TIM makes non-binding offer to buy BT Italia

BT Italia.jpg

Telecom Italia – now known as TIM – has offered to buy BT’s scandal-hit Italian operation, Capacity understands.

Bas Burger, CEO of BT Global Services, said in 2018 in an interview with Capacity that selling BT Italia was “one of the options” after the company wrote off £530 million following what the group called “inappropriate behaviour” in the unit.

The Times newspaper in London reported in June 2018 that BT had appointed Credit Suisse to find a new owner for BT Italia. The Bloomberg news agency said yesterday that TIM and other Italian operators were exploring bids.

Now Capacity understands that TIM has presented a non-binding offer to BT to take over the Milan-based company, though Capacity has not been able to establish what price TIM has offered.

Bloomberg reported that BT Italia had revenue of about €390 million euros in BT’s financial year 2017-18 and negative EBITDA.

Spokespeople for both BT and Retelit, another company said by Bloomberg to be interested, both refused to comment. “All we can say is that we don’t comment on rumour or speculation,” said BT. Retelit said: “At [the] moment we can’t comment [on] this kind of news.”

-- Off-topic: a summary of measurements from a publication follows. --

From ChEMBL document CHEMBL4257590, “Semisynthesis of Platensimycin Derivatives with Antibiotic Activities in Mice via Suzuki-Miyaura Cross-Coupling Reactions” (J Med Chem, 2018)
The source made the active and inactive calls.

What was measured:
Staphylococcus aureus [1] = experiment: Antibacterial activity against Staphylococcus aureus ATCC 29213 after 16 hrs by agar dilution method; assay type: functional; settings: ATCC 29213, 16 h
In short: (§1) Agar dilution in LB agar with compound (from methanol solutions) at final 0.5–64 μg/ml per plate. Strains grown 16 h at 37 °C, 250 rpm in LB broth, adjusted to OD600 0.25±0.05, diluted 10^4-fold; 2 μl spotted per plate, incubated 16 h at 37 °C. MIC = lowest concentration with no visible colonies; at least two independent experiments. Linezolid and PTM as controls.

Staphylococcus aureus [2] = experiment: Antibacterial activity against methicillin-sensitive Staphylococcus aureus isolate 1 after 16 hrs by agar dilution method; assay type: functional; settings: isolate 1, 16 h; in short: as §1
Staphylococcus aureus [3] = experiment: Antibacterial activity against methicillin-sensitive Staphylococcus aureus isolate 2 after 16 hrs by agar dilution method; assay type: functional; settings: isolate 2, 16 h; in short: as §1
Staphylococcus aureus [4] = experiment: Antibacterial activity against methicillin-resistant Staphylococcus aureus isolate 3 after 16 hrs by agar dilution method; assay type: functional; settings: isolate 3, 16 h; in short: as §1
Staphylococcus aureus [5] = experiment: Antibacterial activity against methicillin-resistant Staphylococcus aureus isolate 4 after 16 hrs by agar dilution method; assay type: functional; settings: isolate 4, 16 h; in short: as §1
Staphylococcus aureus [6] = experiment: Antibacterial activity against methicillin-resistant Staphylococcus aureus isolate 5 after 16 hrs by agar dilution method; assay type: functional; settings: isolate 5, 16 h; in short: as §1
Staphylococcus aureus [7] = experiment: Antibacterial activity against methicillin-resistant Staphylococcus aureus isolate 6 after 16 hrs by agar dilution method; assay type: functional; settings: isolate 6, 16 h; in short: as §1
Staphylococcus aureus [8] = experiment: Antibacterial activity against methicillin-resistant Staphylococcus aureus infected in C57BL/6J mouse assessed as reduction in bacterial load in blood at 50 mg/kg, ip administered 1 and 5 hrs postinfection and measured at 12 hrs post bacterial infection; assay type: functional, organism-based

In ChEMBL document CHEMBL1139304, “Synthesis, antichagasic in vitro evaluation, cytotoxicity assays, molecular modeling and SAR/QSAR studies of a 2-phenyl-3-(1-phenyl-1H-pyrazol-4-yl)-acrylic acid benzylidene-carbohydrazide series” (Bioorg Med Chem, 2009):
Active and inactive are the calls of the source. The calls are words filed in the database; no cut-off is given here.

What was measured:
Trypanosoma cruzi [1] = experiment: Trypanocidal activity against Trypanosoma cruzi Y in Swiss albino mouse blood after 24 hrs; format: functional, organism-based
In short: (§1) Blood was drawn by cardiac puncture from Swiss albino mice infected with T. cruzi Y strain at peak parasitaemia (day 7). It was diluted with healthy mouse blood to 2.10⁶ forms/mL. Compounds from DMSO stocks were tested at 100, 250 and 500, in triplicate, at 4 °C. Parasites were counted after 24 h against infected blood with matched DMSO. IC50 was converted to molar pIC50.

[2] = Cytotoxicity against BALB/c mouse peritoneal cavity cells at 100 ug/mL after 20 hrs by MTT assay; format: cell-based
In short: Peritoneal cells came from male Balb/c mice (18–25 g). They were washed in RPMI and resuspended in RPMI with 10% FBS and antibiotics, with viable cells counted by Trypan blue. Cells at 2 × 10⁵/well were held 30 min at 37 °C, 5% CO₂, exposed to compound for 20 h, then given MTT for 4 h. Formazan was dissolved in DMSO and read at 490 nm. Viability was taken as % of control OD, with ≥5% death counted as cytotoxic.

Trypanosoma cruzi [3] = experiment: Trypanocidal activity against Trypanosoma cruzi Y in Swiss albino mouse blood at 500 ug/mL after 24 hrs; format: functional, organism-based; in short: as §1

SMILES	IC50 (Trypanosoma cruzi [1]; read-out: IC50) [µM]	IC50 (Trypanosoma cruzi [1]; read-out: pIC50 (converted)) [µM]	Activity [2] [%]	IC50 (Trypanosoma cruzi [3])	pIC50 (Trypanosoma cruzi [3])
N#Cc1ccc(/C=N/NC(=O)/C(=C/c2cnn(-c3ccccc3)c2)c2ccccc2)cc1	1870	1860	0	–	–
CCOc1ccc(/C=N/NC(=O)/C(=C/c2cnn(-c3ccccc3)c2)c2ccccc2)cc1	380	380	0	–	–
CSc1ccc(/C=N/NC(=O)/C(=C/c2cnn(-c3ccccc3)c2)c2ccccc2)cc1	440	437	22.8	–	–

Federico Protto, CEO of Retelit, told Capacity in May 2018 that the company was looking for acquisitions – though his focus was expansion into Asian markets such as Singapore and Hong Kong rather than business in Italy.

Retelit has a market cap of €236 million and a quarterly revenue of just €15 million, so it probably too small to bid for BT Italia.

BT Italia mainly focuses on corporate clients. In his interview in 2018, Burger said that “no countries will be discontinued” from the company’s operations. “We have the option of selling assets, but we will not sell countries. We will mainly focus on fewer areas and on becoming more effective.” 

Meanwhile a TIM board meeting has decided to hold a shareholders’ meeting on 29 March – much later than requested by Vivendi, the French media company that is the largest single shareholder in the group.

Vivendi said this was “contrary to the company’s by-laws and the Italian Civil Code”, and added: “These time-wasting tactics are negatively impacting TIM’s financial results every day.”

It said that TIM’s share price has dropped by “more than 40%” since a US private equity company, Elliott, took control of the board in May 2018. “These tactics constitute a genuine denial of shareholder democracy and run counter to the most basic and fundamental principles of good corporate governance,” said Vivendi.

TIM said the shareholders’ meeting on 29 March would also “review of the financial statements for the year to 31 December 2018 and the remuneration report”. This would “ensure that the shareholders have a proper and adequate information set”.

Draft financial statements should be available on 21 February, said TIM.